Reducing enlarger exposure.

Discussion in 'Darkroom Equipment' started by fidget, Dec 4, 2006.

  1. fidget

    fidget Member

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    This is a newbie question, I guess.
    If I want to increase my enlarger exposure time so that I have more time to burn and dodge etc, aside from reducing the aperture (which might have other effects) is there a combination of colour dial up settings which will do this, but which won't effect the contrast setting (which may have been set on the dials)?
    I wondered if was as simple as adding the same amount of colour on each dial to what was already set for the grade that I was working on.

    Regards, Dave......
     
  2. Dave Miller

    Dave Miller Member

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    Hi Dave, you are correct; equal amounts of each filter will act as neutral density. Don't be afraid to stop the lens right down though. If you do a few test prints, same print at different aperture and compare, this wiil soon tell you if there is a problem with your lens.
     
  3. Mick Fagan

    Mick Fagan Subscriber

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    Dave, generally speaking, adding 30 units of all three colours, will add one stop of density.

    In practice this means that if you are exposing at 10 seconds for a correct exposure, adding 30 units of each colour should make the correct exposure 20 seconds, or very close to that.

    You can, if you have enough filtration left, add extra units of equal filtration to get more time for fiddling with the print.

    Mick.
     
  4. Jon Shiu

    Jon Shiu Subscriber

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    Hi, what would the effect be of just adding cyan? (The ND filter on my LPL VCCE looks like cyan to me.)

    Jon
     
  5. avandesande

    avandesande Member

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    At first I thought this thread was about somebody who wanted to make postcards out of their 11x14 negatives...
     
  6. Mick Fagan

    Mick Fagan Subscriber

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    Jon, ND filters on enlargers are a neutral grey, or should be, they just add density to the light source.

    Adding only Cyan will add density, but change the colour of the light because the Magenta and Yellow filtration will have their effect diluted by the Cyan, the net effect will be a lowering of contrast. This is not the effect being requested.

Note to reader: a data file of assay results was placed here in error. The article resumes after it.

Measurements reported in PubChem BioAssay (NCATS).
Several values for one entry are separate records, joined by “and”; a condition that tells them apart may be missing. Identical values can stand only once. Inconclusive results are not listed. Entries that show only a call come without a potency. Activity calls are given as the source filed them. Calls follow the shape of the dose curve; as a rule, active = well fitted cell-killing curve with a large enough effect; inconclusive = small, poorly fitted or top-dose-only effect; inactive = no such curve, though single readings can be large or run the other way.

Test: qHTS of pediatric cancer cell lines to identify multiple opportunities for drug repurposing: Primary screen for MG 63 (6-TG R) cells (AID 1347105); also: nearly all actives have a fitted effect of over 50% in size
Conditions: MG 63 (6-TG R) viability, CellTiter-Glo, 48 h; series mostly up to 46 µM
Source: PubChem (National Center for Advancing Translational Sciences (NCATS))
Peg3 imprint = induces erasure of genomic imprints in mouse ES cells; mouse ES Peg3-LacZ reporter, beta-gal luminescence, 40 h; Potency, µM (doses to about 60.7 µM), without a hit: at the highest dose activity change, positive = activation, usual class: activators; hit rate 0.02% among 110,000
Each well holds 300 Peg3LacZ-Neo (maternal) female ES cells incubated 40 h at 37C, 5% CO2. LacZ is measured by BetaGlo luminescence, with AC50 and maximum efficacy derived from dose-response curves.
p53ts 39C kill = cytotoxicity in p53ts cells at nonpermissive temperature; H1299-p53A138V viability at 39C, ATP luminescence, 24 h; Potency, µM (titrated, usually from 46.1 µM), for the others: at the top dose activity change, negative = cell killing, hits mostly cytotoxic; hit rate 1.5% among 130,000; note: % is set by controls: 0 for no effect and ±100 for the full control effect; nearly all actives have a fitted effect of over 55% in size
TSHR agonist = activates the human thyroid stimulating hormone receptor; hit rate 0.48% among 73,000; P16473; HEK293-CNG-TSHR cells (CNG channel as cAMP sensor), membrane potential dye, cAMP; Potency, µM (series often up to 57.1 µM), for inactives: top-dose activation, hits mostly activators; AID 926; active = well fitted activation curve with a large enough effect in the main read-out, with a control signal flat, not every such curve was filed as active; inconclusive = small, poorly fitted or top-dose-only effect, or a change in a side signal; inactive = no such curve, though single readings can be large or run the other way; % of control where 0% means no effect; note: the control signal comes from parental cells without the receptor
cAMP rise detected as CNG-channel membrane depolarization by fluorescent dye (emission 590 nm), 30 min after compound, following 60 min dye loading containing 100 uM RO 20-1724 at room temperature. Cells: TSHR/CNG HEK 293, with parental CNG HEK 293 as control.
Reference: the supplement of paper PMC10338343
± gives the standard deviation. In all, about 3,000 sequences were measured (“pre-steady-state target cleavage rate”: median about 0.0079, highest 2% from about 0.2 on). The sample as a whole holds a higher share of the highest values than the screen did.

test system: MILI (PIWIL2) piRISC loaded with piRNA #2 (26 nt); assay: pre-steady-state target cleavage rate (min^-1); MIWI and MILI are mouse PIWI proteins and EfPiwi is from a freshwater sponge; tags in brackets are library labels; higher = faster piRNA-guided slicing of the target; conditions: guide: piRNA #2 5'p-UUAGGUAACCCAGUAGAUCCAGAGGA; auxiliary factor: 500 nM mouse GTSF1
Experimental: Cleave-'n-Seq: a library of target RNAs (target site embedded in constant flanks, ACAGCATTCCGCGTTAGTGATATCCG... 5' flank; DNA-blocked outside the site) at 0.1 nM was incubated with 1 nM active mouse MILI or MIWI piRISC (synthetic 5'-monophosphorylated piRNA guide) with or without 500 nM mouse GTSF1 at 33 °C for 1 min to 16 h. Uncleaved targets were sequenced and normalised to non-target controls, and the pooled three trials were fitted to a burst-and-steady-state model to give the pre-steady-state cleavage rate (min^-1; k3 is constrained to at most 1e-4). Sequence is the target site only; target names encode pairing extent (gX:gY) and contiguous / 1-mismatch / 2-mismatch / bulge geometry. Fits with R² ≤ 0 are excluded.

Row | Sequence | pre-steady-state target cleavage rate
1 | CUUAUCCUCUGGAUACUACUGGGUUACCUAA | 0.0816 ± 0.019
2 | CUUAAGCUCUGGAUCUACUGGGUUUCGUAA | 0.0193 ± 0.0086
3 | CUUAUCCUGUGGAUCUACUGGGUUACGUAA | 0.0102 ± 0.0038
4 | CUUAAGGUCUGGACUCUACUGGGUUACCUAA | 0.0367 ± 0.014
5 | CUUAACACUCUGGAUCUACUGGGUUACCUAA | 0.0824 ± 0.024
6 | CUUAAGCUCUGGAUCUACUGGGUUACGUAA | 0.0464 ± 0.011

The effect of adding all three colours to lengthen the exposure, works for colour and B&W equally.

    Mick.
     
  7. Justin Cormack

    Justin Cormack Member

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    So did I. How do you do that? Always been quite curious.
     
  8. crispinuk

    crispinuk Member

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    You use an Ensmaller :rolleyes:
     
  9. srs5694

    srs5694 Member

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    In theory, adding cyan filtration does nothing but remove red light from the mix; blue and green light are unaffected. Because most B&W papers are insensitive to red light, the effect should be nothing (or close to it, given that the paper's red-insensitivity is imperfect). That said, I don't know how "tight" most cyan filters are -- if they actually block even a small amount of blue and/or green light, they'll have some effect on contrast. Thus, it could be that in practice what you're saying is true for some or all subtractive enlargers.

    On a practical note, but one that probably won't be useful to fidget, I've got a Philips PCS130 with a PCS150 control module/light source. This is an additive color enlarger -- it's got separate red, green, and blue channels rather than cyan, magenta, and yellow filters. I've done some tests with this enlarger, and I found that completely turning off the red light has no effect on my B&W prints. Exposing using the blue and green lights alone produces prints that are indistinguishable from what I get with all three lights. This is theoretically equivalent to dialing in maximum cyan on a subtractive enlarger -- but keep my above caveat in mind. Also, and more to the original point, adjusting the green and blue lights' brightness by equal amounts affects exposure. The lights are calibrated in Kodak color filtration values, and adjusting both the green and the blue by 30 units changes exposure by one stop (doubling or halving exposure time or changing the lens's aperture by one stop). If your enlarger is calibrated in the same way, the same adjustments should work for you, or at least be close.

    All of this applies to B&W VC printing. For color printing, an adjustment of all three filter values is necessary to adjust exposure. In theory, increasing the filter values by 30 will effect a 1-stop change in exposure with no change in final print color. In practice, if the filter calibration is off or if the filters "leak" light outside of their claimed color ranges, there may be a slight color shift when you make such an adjustment. With my Philips, I'm able to make such changes with no change in color. (At least, when the changes are small; I generally only tweak it by a 10-30 units to get the exposure time I want.)